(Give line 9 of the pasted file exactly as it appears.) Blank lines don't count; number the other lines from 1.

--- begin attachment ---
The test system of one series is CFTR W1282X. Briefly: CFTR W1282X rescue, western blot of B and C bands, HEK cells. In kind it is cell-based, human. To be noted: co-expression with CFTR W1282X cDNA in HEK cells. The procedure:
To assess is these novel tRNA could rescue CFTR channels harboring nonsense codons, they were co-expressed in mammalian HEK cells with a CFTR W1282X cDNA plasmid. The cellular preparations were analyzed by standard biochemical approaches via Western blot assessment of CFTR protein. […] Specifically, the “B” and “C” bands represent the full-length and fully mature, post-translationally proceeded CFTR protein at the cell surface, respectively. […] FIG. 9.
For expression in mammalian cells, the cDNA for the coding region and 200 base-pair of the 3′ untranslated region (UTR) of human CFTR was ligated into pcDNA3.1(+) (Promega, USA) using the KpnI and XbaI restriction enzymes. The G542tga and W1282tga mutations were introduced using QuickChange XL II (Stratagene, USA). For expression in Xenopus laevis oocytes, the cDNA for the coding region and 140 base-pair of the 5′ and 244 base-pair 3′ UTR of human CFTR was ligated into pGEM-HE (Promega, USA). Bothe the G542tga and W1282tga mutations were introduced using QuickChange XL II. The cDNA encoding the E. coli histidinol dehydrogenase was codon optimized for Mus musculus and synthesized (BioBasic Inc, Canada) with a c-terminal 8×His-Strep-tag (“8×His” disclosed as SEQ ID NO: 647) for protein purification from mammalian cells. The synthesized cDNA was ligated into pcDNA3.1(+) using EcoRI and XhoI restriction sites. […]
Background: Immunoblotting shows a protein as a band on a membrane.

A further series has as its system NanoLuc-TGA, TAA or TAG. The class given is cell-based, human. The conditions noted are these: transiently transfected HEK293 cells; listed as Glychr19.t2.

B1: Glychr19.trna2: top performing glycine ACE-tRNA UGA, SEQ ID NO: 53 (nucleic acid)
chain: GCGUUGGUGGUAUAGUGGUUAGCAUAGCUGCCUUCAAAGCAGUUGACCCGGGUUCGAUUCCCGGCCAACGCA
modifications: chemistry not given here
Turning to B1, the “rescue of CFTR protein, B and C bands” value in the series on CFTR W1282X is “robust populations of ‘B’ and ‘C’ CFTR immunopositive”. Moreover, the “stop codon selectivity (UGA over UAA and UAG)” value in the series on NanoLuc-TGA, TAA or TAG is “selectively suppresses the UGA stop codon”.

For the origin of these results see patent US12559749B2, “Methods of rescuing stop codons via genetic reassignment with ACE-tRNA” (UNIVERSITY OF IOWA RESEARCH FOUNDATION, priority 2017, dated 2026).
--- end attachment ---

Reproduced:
Turning to B1, the “rescue of CFTR protein, B and C bands” value in the series on CFTR W1282X is “robust populations of ‘B’ and ‘C’ CFTR immunopositive”. Moreover, the “stop codon selectivity (UGA over UAA and UAG)” value in the series on NanoLuc-TGA, TAA or TAG is “selectively suppresses the UGA stop codon”.